This trip was lovely. We packed what we needed (takes time, but we’ve done it hundreds of times) and drove in to the West End. We were a bit early so we had a coffee in Leicester Square. Went to the theatre, had lunch at Pret. Admittedly we had left Stella at home, as she would have added an unnecessary level of unpredictability to the whole outing.

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Not only do we now not care if people see Sam being fed through his gastrostomy tube, we don’t even notice if people are looking. If he laughs hysterically, loudly, we are chuckling with him rather than being self-conscious about other people noticing. If Sam needs to listen to an audiobook in order to not get bored, that’s more important than whether someone doesn’t want to listen to David Walliams in their lunchbreak.

And what this photo shows is that Sam has a brilliant time on these kinds of trips. We all do. He hugely enjoyed Horrible Histories, and now knows more about the naming of Saxon villages than he did previously. He is able to take advantage of us living in London.

And the general public in Trafalgar Square are largely too busy going about their business, admiring Nelson’s Column or grabbing a turmeric latte, to notice whether our son is disabled, or tube-fed, or listening to The World’s Worst Children.

This is the kind of photo I wish I’d had in a crystal ball when Sam was little and not enjoying life. I might laminate it and show it to anyone who gives us the pity-look and talks about how sorry they feel for him. Don’t feel sorry for him or us, he’s having the time of his life!

A House for Sam

We are adapting our house to make sure it works for Sam. We have moved out and have so far paid builders thousands of pounds to rip things apart and make a perfectly good house look like it’s been hit by a natural disaster.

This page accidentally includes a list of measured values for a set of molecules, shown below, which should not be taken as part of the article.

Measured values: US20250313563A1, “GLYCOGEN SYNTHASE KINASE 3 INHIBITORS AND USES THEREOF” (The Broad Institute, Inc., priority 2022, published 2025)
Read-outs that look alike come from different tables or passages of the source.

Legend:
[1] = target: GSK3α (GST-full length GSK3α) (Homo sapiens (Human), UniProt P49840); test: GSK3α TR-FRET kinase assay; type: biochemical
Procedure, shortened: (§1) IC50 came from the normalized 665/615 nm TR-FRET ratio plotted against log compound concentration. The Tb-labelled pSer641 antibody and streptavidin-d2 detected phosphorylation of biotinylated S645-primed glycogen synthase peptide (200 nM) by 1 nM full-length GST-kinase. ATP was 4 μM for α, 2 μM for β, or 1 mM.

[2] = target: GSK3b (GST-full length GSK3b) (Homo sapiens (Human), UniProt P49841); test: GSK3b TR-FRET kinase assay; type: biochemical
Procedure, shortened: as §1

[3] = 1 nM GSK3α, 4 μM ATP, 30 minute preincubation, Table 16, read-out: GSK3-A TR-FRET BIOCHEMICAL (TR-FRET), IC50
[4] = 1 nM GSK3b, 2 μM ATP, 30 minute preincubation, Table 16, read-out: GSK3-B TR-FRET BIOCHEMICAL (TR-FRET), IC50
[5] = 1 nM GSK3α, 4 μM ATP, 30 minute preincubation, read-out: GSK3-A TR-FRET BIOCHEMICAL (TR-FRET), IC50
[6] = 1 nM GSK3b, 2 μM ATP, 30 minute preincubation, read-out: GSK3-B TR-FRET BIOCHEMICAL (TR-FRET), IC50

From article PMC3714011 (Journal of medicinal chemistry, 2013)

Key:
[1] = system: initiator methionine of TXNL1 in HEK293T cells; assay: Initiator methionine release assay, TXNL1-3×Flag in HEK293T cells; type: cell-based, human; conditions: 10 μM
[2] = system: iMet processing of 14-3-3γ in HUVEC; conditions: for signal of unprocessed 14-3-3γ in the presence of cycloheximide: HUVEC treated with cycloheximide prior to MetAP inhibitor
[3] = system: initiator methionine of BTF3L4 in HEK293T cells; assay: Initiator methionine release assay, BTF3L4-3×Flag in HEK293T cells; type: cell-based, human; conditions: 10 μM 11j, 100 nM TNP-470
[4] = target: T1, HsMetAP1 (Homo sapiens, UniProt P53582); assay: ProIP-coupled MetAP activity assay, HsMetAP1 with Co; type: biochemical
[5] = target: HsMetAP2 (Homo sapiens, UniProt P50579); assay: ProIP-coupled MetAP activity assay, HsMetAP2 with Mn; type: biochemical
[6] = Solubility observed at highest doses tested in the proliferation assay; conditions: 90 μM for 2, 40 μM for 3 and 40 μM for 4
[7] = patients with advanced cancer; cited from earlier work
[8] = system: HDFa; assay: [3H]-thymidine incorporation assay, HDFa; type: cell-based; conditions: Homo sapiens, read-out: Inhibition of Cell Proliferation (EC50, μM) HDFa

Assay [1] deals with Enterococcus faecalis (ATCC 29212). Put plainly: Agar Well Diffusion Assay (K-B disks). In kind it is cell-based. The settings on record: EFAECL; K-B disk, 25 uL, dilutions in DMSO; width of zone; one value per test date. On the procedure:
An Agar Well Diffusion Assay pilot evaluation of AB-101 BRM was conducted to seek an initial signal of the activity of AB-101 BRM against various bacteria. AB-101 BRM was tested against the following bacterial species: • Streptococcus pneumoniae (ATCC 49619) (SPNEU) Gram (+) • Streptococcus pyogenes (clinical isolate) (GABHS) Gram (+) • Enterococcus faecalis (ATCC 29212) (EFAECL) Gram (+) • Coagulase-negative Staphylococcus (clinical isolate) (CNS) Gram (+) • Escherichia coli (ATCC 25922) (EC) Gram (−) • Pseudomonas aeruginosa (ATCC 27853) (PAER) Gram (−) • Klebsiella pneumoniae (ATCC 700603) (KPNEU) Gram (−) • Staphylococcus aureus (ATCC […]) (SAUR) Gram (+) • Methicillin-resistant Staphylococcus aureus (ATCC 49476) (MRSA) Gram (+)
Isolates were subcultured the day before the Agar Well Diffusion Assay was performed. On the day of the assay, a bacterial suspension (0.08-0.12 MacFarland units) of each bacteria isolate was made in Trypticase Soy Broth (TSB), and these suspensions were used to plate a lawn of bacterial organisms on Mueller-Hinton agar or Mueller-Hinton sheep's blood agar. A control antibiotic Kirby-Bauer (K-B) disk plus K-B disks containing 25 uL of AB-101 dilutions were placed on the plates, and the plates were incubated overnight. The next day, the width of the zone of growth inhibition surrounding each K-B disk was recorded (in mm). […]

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(Photo – what will be the lift, lift lobby and therapy/play room)

It’s a big, disruptive, expensive construction project of the kind we (hopefully) will only do once. We plan to move back in to the house next year and then never move again. Or at least not until the house doesn’t suit Sam any more, which we hope won’t be for an extremely long time.

This kind of project throws up a host of issues on every level from extremely detailed (what kind of sockets?) to big questions about the way we want to live our lives. Decisions about designing your family house go to the core of who you are and how you live (or want to live). I’m an architect and these are the issues that first drew me to architecture: how do buildings reflect who we are as people, what we care about and what we do day-to-day. This stuff is deeply personal and others in the same situation would make different decisions. We are extremely privileged to be in a position to be able to craft our house so carefully.

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(Photo – hole for the lift in what was the kitchen)

Most buildings in the world are inaccessible to Sam but we can create a little island of utopian level access, where he can go (almost) everywhere and everything is designed to make all of our lives as easy as possible.

But how do you adapt a house for a disabled person who is currently six years old but will hopefully still be living there when they are twenty six?

How to you make a house perfect for the disabled child, whilst not compromising the personality of the property and making it a house for our whole family?

Should we compromise on the kind of house we want to live in to make it disability-friendly? Is it possible to have have a house that works perfectly for a wheelchair user but that isn’t the first thing you notice?

There are two principles that we have had from the beginning: the house needs to feel like a family house, specifically OUR family house with all of the characteristics it would have had if Sam wasn’t disabled; and the house needs to work perfectly for Sam and enable social connections for him – between family and with visitors. We are currently hyper-aware of some of the downsides of being in a house that hasn’t been specifically adapted. It’s getting harder to give Sam a bath, and even small changes in level get harder to get his wheelchair over as he gets heavier. Because it’s less easy to carry him, Sam rarely comes upstairs to our bedroom or to Eli’s room.